# Notes Class 9 Mathematics Chapter 7 Triangles

Please refer to Triangles Class 9 Mathematics Notes and important questions below. The Class 9 Mathematics Chapter wise notes have been prepared based on the latest syllabus issued for the current academic year by CBSE. Students should revise these notes and go through important Class 9 Mathematics examination questions given below to obtain better marks in exams

## Triangles Class 9 Mathematics Notes and Questions

The below Class 9 Triangles notes have been designed by expert Mathematics teachers. These will help you a lot to understand all the important topics given in your NCERT Class 9 Mathematics textbook.

Refer to Chapter 7 Triangles Notes below which have been designed as per the latest syllabus issued by CBSE and will be very useful for upcoming examinations to help clear your concepts and get better marks in examinations.

1. Congruence of Triangles
2. Criteria for Congruence of Triangles
3. Some Properties of a Triangle
4. Inequalities in a Triangle
Triangle- A closed figure formed by three intersecting lines is called a triangle. A triangle has three sides, three angles and three vertices.
Congruent figures- Congruent means equal in all respects or figures whose shapes and sizes are both the same for example, two circles of the same radii are congruent. Also two squares of the same sides are congruent.
Congruent Triangles- two triangles are congruent if and only if one of them can be made to superpose on the other, so as to cover it exactly.
If two triangles ABC and PQR are congruent under the correspondence A«P,B«Q andC«R then symbolically, it is expressed as ΔABC = ΔPQR

In congruent triangles corresponding parts are equal and we write ‘CPCT’ for corresponding parts of congruent triangles.
SAS congruency rule – Two triangles are congruent if two sides and the included angle of one triangle are equal to the two sides and the included angle of the other triangle. For example:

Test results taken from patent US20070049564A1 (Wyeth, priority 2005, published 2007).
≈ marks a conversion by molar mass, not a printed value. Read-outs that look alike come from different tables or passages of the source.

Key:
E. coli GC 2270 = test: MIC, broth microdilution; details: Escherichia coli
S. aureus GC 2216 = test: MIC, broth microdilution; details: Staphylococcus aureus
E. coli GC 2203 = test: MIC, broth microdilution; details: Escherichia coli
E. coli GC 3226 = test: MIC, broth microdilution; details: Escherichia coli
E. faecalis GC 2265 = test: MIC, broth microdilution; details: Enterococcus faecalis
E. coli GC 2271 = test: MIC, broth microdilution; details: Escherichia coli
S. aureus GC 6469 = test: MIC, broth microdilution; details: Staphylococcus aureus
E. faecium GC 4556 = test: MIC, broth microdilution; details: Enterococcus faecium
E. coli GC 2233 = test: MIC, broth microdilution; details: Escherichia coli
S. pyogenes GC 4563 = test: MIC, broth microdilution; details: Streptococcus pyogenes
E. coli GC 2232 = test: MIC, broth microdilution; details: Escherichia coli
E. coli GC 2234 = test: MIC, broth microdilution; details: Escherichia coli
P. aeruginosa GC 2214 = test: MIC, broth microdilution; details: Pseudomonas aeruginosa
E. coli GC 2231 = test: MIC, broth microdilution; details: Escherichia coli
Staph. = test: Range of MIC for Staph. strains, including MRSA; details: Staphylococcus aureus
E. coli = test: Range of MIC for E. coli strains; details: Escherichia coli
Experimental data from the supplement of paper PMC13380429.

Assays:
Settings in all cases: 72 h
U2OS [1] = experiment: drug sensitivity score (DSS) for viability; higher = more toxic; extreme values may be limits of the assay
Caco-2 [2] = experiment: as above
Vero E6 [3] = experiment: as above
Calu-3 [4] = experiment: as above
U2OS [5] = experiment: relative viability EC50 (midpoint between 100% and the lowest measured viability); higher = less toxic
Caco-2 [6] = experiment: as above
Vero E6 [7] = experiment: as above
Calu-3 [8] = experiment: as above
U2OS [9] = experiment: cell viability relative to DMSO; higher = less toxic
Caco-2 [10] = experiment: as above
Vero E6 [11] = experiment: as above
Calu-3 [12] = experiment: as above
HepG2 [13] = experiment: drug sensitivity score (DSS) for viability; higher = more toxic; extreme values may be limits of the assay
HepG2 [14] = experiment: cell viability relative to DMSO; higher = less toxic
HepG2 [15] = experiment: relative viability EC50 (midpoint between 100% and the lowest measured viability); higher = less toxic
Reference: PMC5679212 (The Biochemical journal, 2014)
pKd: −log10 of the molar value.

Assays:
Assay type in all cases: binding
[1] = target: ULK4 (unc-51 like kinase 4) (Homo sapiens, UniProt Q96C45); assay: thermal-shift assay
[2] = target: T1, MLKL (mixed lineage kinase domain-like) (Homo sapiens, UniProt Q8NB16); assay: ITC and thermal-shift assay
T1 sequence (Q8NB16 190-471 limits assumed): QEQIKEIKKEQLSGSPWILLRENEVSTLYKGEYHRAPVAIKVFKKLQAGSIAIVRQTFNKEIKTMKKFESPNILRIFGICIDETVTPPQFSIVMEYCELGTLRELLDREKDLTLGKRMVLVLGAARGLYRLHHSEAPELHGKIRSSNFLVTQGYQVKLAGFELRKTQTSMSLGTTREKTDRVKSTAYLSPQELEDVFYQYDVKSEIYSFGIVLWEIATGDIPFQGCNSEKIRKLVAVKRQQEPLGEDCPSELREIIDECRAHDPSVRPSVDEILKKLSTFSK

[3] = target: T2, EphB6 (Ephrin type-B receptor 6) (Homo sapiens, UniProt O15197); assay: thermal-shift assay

ΔABC and ΔPQR as shown in the figure satisfy SAS congruent criterion.

ASA Congruence Rule- Two triangles are congruent if two angles and the included side of one triangle are equal to two angles and the included side of other triangle. For examples ΔABC and ΔDEF shown below satisfy ASA congruence criterion.

AAS Congruence Rule- Two triangle are congruent if any two pairs of angles and one pair of corresponding sides are equal for example ΔABC and ΔDEF shown below satisfy AAS congruence criterion.

AAS criterion for congruence of triangles is a particular case of ASA criterion.
• Isosceles Triangle- A triangle in which two sides are equal is called an isosceles triangle.
For example: ΔABC shown below is an isosceles triangle with AB=AC.

Angle opposite to equal sides of a triangle are equal.
Sides opposite to equal angles of a triangle are equal.
Each angle of an equilateral triangle is 60o .

SSS congruence Rule – If three sides of one triangle are equal to the three sides of another triangle then the two triangles are congruent for example ΔABC and ΔDEF as shown in the figure satisfy SSS congruence criterion.

RHS Congruence Rule- If in two right triangles the hypotenuse and one side of one triangle are equal to the hypotenuse and one side of the other triangle then the two triangle are congruent. For example: ΔDABC and ΔPQR shown below satisfy RHS congruence criterion.

RHS stands for right angle – Hypotenuse side.
A point equidistant from two given points lies on the perpendicular bisector of the line segment joining the two points and its converse.
A point equidistant from two intersecting lines lies on the bisectors of the angles formed by the two lines.
In a triangle, angle opposite to the longer side is larger (greater)
In a triangle, side opposite to the large (greater) angle is longer.
Sum of any two sides of a triangle is greater than the third side.